Tim Ruffing:

Depends on the scenario, right? Like if you store your Bitcoins yeah. That’s maybe where like threshold things, like maybe if you do it in a taproot three or using other methods will be better for now in some scenarios, you really need this n of n, and our prime example again, here is lightning. And then inaudible this is where we very see MuSig2 at the moment where they have just 2 of 2 channels, and this is what you need. This is exactly what you need.

Stephan Livera:

Yeah. Right. I guess, where do we go from here with MuSig2 what kinds of development would you like to see or contributions would you like to see? Or what do you see that’s necessary before we get further adoption of MuSig2?

Jonas Nick:

Yeah. So one thing that I really want to do is just to update our implementation from MuSig1 to MuSig2. And I hope that we’ll be mostly deleting code because you just delete now unnecessary states or this, I’m looking forward to actually do that.

Stephan Livera:

And Tim anything from your side?

Tim Ruffing:

Yeah. I think in terms of implementation we have this you have this repository libsecp or secp256, inaudible which Jonas was referring to where we have currently an implementation of MuSig1. And, me will of course update this to, MuSig2 And I hope that others will implement our scheme as well, or, or use our use our library because it’s really simple in the sense that it’s not hard to implement. Of course, like maybe I shouldn’t say this right. Crypto is always hard to implement, but if you’re already implement Schnorr signatures, then it’s not much to be added on, on top of it. And this is really a difference to MuSig-DN which is hugely complicated, zero knowledge proof, which, have scares me a little bit off from an implementation point of view. I think that MuSig2, because it’s so simple. We’ll see, more implementations than our own library. And hope that people can, now that it’s out, heah, play it, play around with it and see if it fits their higher level protocols, like lightning, DLCs, Scriptless scripts and all the magic stuff you can build on multisignatures.

Jonas Nick:

Yeah. And I suppose previously the interest wasn’t really high because no one knew whether a taproot would be a thing in the future. And now that’s, it seems like this becomes a reality at some point. And on the theoretical side, I think one interesting feeling that we want to do with MuSig2, is a realizing a concept that we call nesting, which means that you can have a tree of MuSig keys. So let’s say you have Alison Bob and Alice and Bob can aggregate their key and their aggregated key can be used again, with another participants called Charlie. And then they can aggregate this aggregate tree together to have basically a fruit of three, but child doesn’t learn that there’s an Alison Bob. He just sees their aggregated key, a single key and a, this has some applications to channel factories and perhaps makes some multi-sig setups, more private because now we have signers that don’t need to know about all of the other signers. They only need to know about one aggregated key. And you don’t know whether this is an aggregated key or this is a single signer.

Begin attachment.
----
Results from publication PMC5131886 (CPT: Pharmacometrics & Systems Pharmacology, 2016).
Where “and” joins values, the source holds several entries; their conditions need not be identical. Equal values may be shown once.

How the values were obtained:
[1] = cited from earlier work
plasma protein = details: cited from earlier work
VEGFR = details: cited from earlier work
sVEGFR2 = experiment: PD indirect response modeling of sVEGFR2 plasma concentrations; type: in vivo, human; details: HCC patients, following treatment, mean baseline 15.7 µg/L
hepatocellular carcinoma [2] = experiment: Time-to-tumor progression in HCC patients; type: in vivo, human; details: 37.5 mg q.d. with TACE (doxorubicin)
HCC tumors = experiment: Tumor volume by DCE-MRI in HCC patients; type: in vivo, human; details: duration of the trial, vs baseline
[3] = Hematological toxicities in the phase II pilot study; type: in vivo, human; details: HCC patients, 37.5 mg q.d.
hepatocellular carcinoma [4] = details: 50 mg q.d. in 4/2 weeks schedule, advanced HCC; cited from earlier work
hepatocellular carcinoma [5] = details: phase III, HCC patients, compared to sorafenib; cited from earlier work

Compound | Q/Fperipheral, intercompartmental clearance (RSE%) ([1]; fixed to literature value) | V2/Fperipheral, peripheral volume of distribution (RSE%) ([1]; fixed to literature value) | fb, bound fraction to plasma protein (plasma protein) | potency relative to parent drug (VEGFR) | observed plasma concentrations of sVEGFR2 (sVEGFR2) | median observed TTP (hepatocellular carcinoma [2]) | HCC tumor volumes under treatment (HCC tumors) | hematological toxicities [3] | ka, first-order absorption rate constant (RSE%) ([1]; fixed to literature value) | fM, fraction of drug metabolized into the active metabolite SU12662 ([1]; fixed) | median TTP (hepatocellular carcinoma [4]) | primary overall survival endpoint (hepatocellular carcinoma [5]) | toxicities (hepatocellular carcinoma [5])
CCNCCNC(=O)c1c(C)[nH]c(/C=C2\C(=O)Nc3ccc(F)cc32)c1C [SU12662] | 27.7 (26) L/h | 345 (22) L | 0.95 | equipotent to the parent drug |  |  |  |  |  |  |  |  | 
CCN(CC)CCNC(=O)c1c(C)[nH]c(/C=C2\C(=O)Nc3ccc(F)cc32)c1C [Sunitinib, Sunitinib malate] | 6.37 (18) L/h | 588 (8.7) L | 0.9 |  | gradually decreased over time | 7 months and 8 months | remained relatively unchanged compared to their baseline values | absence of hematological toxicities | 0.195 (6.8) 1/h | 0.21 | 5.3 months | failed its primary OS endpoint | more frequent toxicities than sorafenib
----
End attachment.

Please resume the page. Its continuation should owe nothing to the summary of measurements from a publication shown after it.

Stephan Livera:

Interesting. So that could make use, make sense in a some kind of inheritance scenarios where maybe like a lawyer has a key or things like that. Right?

Tim Ruffing:

Maybe. Yeah. So one simple example. I’m not sure if it’s a good example you want in practice, but just to explain what’s going on there, think of again of a lightning channel two on two, sorry two of two. So you have a lightning channel with some other peer on the lightning network, but you internally want to use a multisignatures for enhance security. So your part of the lightning channel is, again, the MuSig maybe between your desktop machine and your hardware wallet, and like the other party and the lightning channel wouldn’t even know, or wouldn’t even need to care that you internally run the MuSig. This is maybe an example to illustrate what’s going on here.

Stephan Livera:

Yeah. Interesting one. Okay. So I think those are the key points. Was there anything else that I missed or anything else you thought you wanted to just discuss related to MuSig2 guys?

Jonas Nick:

Yeah. If people went to help us implement this Tim already mentioned libsecp is where we’re working on or libsecp. So see you there.

Tim Ruffing:

Right. And feel free to reach out to us and bother us with questions or ideas or anything.

Stephan Livera:

Great. So where can people find you online

Jonas Nick:

@n1ckler on Twitter.

Tim Ruffing:

Right. It’s through there is nice there will pick up.

Stephan Livera:

Excellent. Well, thanks very much guys for joining me. Thank you. Thanks.